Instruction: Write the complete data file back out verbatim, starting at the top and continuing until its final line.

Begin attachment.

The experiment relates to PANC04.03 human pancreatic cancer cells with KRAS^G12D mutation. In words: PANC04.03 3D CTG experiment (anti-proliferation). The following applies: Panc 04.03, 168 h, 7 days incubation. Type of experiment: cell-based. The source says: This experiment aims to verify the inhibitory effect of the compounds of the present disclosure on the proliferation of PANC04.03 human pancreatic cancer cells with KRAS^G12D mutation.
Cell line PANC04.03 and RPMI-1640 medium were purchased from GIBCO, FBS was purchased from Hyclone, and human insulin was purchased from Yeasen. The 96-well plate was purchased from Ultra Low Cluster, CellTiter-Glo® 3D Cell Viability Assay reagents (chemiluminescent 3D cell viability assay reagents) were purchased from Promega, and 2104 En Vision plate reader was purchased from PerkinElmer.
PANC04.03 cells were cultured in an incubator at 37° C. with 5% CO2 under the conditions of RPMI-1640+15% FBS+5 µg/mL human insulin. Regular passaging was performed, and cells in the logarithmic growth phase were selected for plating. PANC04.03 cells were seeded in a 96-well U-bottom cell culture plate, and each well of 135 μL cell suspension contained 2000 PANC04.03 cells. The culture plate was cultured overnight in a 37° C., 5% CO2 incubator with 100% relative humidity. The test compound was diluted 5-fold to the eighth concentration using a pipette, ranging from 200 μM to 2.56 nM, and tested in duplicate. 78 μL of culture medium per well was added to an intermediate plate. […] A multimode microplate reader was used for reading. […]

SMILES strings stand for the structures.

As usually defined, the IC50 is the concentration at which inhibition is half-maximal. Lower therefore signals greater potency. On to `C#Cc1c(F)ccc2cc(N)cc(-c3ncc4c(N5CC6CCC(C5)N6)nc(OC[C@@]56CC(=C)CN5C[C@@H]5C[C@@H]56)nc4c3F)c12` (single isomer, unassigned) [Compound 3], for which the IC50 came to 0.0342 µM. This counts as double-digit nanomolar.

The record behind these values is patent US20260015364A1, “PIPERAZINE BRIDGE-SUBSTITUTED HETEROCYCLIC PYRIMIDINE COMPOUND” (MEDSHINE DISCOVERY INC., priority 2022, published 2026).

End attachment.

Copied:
The experiment relates to PANC04.03 human pancreatic cancer cells with KRAS^G12D mutation. In words: PANC04.03 3D CTG experiment (anti-proliferation). The following applies: Panc 04.03, 168 h, 7 days incubation. Type of experiment: cell-based. The source says: This experiment aims to verify the inhibitory effect of the compounds of the present disclosure on the proliferation of PANC04.03 human pancreatic cancer cells with KRAS^G12D mutation.
Cell line PANC04.03 and RPMI-1640 medium were purchased from GIBCO, FBS was purchased from Hyclone, and human insulin was purchased from Yeasen. The 96-well plate was purchased from Ultra Low Cluster, CellTiter-Glo® 3D Cell Viability Assay reagents (chemiluminescent 3D cell viability assay reagents) were purchased from Promega, and 2104 En Vision plate reader was purchased from PerkinElmer.
PANC04.03 cells were cultured in an incubator at 37° C. with 5% CO2 under the conditions of RPMI-1640+15% FBS+5 µg/mL human insulin. Regular passaging was performed, and cells in the logarithmic growth phase were selected for plating. PANC04.03 cells were seeded in a 96-well U-bottom cell culture plate, and each well of 135 μL cell suspension contained 2000 PANC04.03 cells. The culture plate was cultured overnight in a 37° C., 5% CO2 incubator with 100% relative humidity. The test compound was diluted 5-fold to the eighth concentration using a pipette, ranging from 200 μM to 2.56 nM, and tested in duplicate. 78 μL of culture medium per well was added to an intermediate plate. […] A multimode microplate reader was used for reading. […]

SMILES strings stand for the structures.

As usually defined, the IC50 is the concentration at which inhibition is half-maximal. Lower therefore signals greater potency. On to `C#Cc1c(F)ccc2cc(N)cc(-c3ncc4c(N5CC6CCC(C5)N6)nc(OC[C@@]56CC(=C)CN5C[C@@H]5C[C@@H]56)nc4c3F)c12` (single isomer, unassigned) [Compound 3], for which the IC50 came to 0.0342 µM. This counts as double-digit nanomolar.

The record behind these values is patent US20260015364A1, “PIPERAZINE BRIDGE-SUBSTITUTED HETEROCYCLIC PYRIMIDINE COMPOUND” (MEDSHINE DISCOVERY INC., priority 2022, published 2026).